[Python-Dev] PEP 326 now online
jcarlson at uci.edu
Sun Jan 4 19:28:36 EST 2004
> > I believe I've addressed the majority of concerns had for the All
> > (previously Some) concept and object (the PEP editor seems to agree),
> > and the PEP has been posted as PEP 326.
> The name must be something else like Infinity or something more
> suggestive of what it does.
What does the name 'None' suggest about what it does? Just as
documentation and fooling around has helped current Python users
understand how 'None' works, they can do the same for "All", albeit with
a PEP that further describes how it works.
Whether or not users realize that None is smaller than anything else is
neither here nor there, they've not done the experimentation to
understand the extended features of the None object. A similar thing
can be said about the void pointer in C/C++ and new/intermediate users
of those languages. Heck, the "All" PEP could be used to educate new
Python users as to a useful feature of the None object that they will be
using during their Python experience.
> All, Some, and No already have meanings in logic and would
> guarantee naming conflicts with existing code.
'No' is an answer to a question, not a logical idea. "Is this answer
correct?" -> [Yes, No] "This answer is correct." -> [True, False]
As of right now, [All, Some, No] produce NameErrors. Checking the
standard 2.3.2 distribution, seemingly the only examples of any of the
three are in comments, documetation, or strings.
As for naming conflicts, I would like to see code that already has
examples of All being used.
> The use cases are very thin but have a ring of truth -- I think many
> people have encountered a situation where they needed an initial
> value guaranteed to be larger than any element in a set.
> It would also be helpful to see how well None has fared as a
> negative infinity object. Your case would be much stronger
> if it could be shown that None was widely used in that capacity
> and that it had simplified the code where it was used.
That seems to be a fairly arbitrary request, as most users don't realize
that None is smaller than any other object - I'm sure that quite a few
readers of python-dev were surprised to discover this.
In my own code, I have produced schedulers in which times of None meant
now. Seemingly 0 would make as much sense, but there are situations in
which the current time advances from a starting time of 0, some setup
rutines get negative times, etc, resulting in 0 not being early enough.
I'm not sure I really want to go snooping around in the hundreds of
thousands of lines of code that is out there. Pity that google doesn't
have a regular expression search.
> The opposition to new builtins is fierce, so it would be wise to
> bolster the use cases with examples from real code which would be
> improved by having an Infinity constant. A little user friendliness
> testing on newbies couldn't hurt either (try the tutor list). Also,
> develop some strong arguments about why it wouldn't be preferable
> to have this as a recipe or example; to tuck it into some other
> namespace; or to attach it to a type (like float.infinity, etc).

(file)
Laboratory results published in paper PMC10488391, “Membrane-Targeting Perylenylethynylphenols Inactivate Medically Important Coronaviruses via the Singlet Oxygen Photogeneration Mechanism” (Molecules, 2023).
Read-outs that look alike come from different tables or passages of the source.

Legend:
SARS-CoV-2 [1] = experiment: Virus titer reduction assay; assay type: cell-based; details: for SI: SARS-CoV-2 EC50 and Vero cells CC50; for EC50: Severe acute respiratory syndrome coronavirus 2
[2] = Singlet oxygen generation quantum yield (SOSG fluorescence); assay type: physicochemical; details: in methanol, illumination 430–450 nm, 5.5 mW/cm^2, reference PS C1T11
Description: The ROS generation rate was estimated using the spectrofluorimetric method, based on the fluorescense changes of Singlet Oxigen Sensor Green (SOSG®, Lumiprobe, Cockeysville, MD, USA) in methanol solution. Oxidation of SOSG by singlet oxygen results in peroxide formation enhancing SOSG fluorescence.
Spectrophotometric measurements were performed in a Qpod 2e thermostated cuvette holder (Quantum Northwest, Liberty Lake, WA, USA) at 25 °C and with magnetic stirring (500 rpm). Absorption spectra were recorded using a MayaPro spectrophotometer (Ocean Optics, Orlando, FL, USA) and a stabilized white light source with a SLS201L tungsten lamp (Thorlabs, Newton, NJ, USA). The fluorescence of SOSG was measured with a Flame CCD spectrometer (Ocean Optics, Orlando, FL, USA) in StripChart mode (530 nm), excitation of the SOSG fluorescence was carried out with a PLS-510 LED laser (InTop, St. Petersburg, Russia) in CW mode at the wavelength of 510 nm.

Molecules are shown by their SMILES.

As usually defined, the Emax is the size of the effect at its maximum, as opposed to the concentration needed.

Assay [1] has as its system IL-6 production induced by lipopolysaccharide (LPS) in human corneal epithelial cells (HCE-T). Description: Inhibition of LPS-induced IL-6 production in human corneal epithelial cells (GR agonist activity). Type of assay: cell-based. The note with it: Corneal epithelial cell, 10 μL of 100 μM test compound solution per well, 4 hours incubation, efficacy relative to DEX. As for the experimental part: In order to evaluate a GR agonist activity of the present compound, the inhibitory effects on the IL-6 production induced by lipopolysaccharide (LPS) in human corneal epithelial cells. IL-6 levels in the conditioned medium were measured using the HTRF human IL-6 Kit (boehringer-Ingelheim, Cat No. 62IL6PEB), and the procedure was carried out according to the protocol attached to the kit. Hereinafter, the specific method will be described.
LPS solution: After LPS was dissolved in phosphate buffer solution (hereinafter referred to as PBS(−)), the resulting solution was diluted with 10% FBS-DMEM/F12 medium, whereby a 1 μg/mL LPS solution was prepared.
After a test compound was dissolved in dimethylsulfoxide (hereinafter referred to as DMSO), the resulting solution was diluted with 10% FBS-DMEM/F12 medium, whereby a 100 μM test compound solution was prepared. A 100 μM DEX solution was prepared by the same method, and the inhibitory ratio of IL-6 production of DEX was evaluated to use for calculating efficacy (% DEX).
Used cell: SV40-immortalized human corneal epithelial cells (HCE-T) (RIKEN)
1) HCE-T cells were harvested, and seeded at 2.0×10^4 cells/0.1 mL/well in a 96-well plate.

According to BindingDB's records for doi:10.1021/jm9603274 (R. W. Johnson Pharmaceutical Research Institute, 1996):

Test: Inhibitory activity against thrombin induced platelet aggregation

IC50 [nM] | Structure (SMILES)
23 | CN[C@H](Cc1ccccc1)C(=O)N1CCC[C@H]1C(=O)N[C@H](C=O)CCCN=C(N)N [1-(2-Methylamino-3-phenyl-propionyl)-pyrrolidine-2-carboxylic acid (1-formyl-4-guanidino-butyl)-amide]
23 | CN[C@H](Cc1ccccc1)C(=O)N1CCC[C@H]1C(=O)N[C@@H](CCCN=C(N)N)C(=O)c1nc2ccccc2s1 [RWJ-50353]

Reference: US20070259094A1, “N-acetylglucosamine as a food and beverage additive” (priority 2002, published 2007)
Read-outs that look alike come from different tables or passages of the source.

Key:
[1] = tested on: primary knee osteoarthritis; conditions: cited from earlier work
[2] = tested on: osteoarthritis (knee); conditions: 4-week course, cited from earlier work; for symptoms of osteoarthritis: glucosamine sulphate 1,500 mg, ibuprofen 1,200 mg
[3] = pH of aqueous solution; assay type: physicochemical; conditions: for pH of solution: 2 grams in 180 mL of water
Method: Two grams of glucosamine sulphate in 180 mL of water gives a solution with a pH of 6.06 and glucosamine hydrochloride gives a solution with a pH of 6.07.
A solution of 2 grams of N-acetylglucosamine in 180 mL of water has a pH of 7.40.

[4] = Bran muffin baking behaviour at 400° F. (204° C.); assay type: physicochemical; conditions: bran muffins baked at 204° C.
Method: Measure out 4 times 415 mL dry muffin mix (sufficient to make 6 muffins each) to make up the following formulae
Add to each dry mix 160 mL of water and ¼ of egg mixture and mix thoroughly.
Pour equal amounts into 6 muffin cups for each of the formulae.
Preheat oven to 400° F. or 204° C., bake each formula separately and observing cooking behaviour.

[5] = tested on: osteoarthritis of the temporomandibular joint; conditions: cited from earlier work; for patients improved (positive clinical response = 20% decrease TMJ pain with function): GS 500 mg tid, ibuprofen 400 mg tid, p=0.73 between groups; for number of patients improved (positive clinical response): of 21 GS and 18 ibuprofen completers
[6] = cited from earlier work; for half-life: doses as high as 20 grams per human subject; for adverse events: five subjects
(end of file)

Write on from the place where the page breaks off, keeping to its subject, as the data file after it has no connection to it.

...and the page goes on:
float.infinity makes no sense conceptually. In terms of being of type
float, and being infinity, there already exists an IEEE 754
representation of floating point infinity, which is no larger than 1e309.
10**309 is not the largest value that can be represented by Python.
Pretending that it is, is not only misleading, it is incorrect.
> Under alternatives, be sure to list Alex Martelli's suggestion to
> use the key= construct with min() and max(). This could potentially
> trivialize all the issues with writing clean code for finding the
> biggest and smallest things around:
> min([1,2,3,4]) --> 1
> min([(a,1), (b,2), (c,3), (d,4)], key=itemgetter(1)) --> (a,1)
> max([1,2,3,4]) --> 4
> max([(a,1), (b,2), (c,3), (d,4)], key=itemgetter(1)) --> (d,4)
Min and max are only useful when you have the entire sequence right now
and you only need to find the min or max once. In various optimization
problems, finding a minimum (or maximum) is done often, and a heap or
heap-like structure is used.
For example, in Dijkstra's shortest path problem on weighted edges, one
starts out by setting the distances of everything in the graph to
infinity, setting the starting point distance to zero, then
systematically pulling out the node with smallest distance, adding its
neighbors, etc. Min and max are arbitrarily limiting, which is why they
> All of the examples in the PEP are subsumed by Alex's proposal.
Certainly, but I don't offer every use of All in the PEP - doing so
would take quite a while.
> The only example I can think of that still warrants a constant
> is for NULL objects stored in a database -- even that example
> is weak because there are likely better ways to handle missing
> data values.
I don't know, I think that None would be suitable for such cases of
'missing data value'. It fits in terms of concept, but I may have
missed significant amounts of discussion on the topic as to whether None
makes sense in this case. Heck, as an alternative, a keyword argument
would make sense in a function:
def getresults(db, query, exceptonnull=0): #partial function prototype
Thank you for your input,
More information about the Python-Dev